The runaway inflation in the cost of living in America is worst in precisely those sectors of the economy that the 99% can’t live without — higher education, housing, and healthcare. In An American Sickness, Dr. Elisabeth Rosenthal describes in excruciating detail how American healthcare has been hijacked.
How did this happen? How did we Americans get so divided that a plastic surgeon dares to bill $50,000 for 3 stitches – just one of the many examples that Dr. Rosenthal sites. (I also read a story not long ago in the New York Times about an “out-of-network” surgeon who ambushed an unsuspecting patient, sewing him up after his operation, and then billing him for a quarter of a million dollars!)
Medicare has become a vast, publicly owned resource – a huge accumulation of money, automatically withheld from the paychecks of working people for their entire working lives – that is ripe for systematic looting by private interests. In exactly the same way, private insurance companies don’t complain about extortion by the drug companies, and the newly privatized “not-for-profit” hospitals and their incorporated medical practices, because they can pass the extortionate billing on to their tens of millions of subscribers – you and me.
The corruption of the American system of healthcare has become institutionalized. Indeed, our healthcare system now fits Irving Goffman’s description of a “total institution” – an institution that, whatever its original or nominal purpose, has as it’s real priority perpetuating itself and benefiting its hangers-on. Such total institutions are, as Dr. Rosenthal suggests, a sign of a culture in decline.
When President Eisenhower left office in 1961, he warned us about what he called the “military-industrial complex.” In the decades that followed, military production did, in fact, become a juggernaut of profit-making for private interests and, simultaneously, an institutionalized parasite on the productive resources of the American economy and the needs of the American people. Healthcare in America has now become just such a parasite – the “medical-industrial complex!”
As Dr. Rosenthal astutely observes: “In healthcare, entrepreneurship outsmarts regulation every time.” In the independent political movement, we know this pattern very well. We’ve learned, for example, that trying to stop the flow of money to Democrat and Republican politicians by campaign finance reform can’t succeed, because new regulations, written by those politicians, come with new loopholes. The development of new corrupt practices is impossible to keep up with, in both politics and in healthcare, without addressing the question of political power. We can’t reclaim either our government or our healthcare without creating a new political culture.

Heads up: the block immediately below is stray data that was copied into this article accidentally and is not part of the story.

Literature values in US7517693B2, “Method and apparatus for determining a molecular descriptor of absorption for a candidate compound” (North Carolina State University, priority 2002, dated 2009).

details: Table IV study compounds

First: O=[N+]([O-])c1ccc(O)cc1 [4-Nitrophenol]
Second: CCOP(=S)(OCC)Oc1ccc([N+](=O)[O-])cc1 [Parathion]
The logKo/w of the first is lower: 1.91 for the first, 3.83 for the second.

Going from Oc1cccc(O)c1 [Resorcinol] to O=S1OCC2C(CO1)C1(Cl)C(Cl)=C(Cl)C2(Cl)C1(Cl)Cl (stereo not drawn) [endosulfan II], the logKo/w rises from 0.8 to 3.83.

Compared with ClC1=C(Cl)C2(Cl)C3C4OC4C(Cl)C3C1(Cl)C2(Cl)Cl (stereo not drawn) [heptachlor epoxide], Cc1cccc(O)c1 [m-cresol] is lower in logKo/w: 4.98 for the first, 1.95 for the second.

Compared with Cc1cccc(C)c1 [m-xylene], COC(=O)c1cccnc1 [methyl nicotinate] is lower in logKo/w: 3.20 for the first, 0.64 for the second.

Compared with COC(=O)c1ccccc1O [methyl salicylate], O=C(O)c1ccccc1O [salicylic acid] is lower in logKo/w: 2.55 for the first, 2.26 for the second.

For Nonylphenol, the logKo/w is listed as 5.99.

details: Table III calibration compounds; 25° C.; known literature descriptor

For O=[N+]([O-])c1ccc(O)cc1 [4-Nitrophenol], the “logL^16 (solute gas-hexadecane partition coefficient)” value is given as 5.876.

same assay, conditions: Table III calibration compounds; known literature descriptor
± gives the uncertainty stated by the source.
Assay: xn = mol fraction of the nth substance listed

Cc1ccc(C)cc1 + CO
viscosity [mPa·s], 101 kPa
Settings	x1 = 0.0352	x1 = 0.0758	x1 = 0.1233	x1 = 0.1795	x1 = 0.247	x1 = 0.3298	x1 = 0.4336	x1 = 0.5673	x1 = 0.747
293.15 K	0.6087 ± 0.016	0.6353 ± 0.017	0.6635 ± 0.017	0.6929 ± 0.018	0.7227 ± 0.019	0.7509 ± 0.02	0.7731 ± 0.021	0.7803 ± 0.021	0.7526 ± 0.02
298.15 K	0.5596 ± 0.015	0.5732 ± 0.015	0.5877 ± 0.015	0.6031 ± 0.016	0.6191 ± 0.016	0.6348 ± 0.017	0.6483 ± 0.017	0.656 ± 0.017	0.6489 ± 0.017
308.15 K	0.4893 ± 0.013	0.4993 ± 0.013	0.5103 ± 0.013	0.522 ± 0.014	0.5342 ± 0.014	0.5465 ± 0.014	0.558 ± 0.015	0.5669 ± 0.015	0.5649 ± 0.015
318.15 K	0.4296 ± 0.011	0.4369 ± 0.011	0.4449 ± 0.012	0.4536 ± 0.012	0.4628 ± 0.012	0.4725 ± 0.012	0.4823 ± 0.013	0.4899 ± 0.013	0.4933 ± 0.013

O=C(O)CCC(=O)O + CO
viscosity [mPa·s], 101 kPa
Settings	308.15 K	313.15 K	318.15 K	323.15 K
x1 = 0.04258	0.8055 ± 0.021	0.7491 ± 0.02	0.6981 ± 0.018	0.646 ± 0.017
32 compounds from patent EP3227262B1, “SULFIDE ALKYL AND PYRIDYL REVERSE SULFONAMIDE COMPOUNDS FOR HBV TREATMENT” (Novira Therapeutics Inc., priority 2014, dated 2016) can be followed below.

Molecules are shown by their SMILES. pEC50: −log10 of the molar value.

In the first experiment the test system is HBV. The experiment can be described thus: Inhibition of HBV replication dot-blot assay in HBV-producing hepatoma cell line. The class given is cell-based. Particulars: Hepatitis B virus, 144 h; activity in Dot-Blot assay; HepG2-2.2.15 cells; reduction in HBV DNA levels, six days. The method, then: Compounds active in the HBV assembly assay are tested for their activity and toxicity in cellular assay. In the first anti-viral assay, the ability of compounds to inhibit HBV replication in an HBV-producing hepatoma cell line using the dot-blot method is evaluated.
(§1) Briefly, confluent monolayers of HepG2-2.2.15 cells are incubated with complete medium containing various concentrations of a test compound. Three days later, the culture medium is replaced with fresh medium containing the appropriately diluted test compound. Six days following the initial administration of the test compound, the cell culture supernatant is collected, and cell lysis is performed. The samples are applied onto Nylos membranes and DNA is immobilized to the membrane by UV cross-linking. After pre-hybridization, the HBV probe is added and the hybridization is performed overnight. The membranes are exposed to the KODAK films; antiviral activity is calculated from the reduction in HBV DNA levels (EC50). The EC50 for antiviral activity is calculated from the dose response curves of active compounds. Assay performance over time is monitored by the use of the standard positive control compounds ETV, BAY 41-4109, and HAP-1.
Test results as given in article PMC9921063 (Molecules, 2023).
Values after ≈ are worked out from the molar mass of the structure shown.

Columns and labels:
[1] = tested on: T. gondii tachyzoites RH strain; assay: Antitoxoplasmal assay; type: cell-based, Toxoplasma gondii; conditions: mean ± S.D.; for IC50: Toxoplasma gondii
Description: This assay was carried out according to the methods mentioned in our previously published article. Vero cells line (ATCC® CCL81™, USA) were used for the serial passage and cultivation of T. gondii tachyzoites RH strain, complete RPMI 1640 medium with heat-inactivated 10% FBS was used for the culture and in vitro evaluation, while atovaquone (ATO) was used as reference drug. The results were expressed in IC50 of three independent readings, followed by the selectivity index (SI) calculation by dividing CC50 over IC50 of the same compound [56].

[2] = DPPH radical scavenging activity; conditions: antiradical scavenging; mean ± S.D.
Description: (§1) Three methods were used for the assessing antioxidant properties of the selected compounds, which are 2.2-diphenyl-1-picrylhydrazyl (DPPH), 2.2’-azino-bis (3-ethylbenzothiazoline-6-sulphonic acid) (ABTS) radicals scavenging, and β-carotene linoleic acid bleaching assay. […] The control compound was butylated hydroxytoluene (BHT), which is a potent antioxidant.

Lou Hinman lives in New York City and is an activist with IndependentVoting.org and the New York City Independence Clubs.
I won’t say that I “enjoyed” reading An American Sickness by Dr. Elizabeth Rosenthal. It corresponded too closely to experiences of my family and friends – not merely the illnesses and deaths but the difficult engagements with all aspects of a system that creates economic and existential insecurity which have nothing to do with “health.”
Whether based on personal interviews or other research, the stories Dr. Rosenthal shares help us to understand and are devastating critiques of the (mis)organization of healthcare in the United States. So many people are failed by this “system”. I kept wondering what those who supported it might say in its defense. More to the point, I wondered what we as a country would need to do to produce a system(s) other than what we have. What can we do about the overweening power of hospitals, insurance companies, and pharmaceuticals — all of which have enormous political leverage as well as economic incentive to keep things as they are? Would it be possible to build partnerships between those who currently profit from this state of affairs and those who are not served well by it? How might that be organized?
I really appreciated Dr. Rosenthal’s suggestions about what individuals can do. However, I feel similarly to Susan Massad and others who have written that something bolder — more grassroots and more challenging of the larger system of which healthcare is a part — needs to be undertaken.
As I read An American Sickness, from my location as an activist in the mental health arena who also has been a community organizer, I thought of areas of concern and contention in healthcare which might have been more fully explored, e.g., severe mental disorders, aging, and lack of access and education for marginalized groups. While addressing these may not have strengthened the very strong case Rosenthal makes, including these populations as resources would be powerful elements of a movement for change.
I also thought about my brother, my mother, my life partner — all of whom died of serious illnesses — the challenges we faced, the diversity of people we met, the pharmaceuticals that were prescribed, the offices, clinics and hospitals we entered — and how all of us were shaped (deformed) by the economic and political forces that organize the practice of medicine — and everything else in our society. We can and must do better.
Jeff Aron has been active in independent political efforts in New York City and nationally since the late ’70s. He is a passionate supporter of IndependentVoting.org.
Politics for the People
An American Sickness
With Author Elisabeth Rosenthal
Sunday, Dec. 2nd at 7 pm EST.
Call in number: 641-715-3605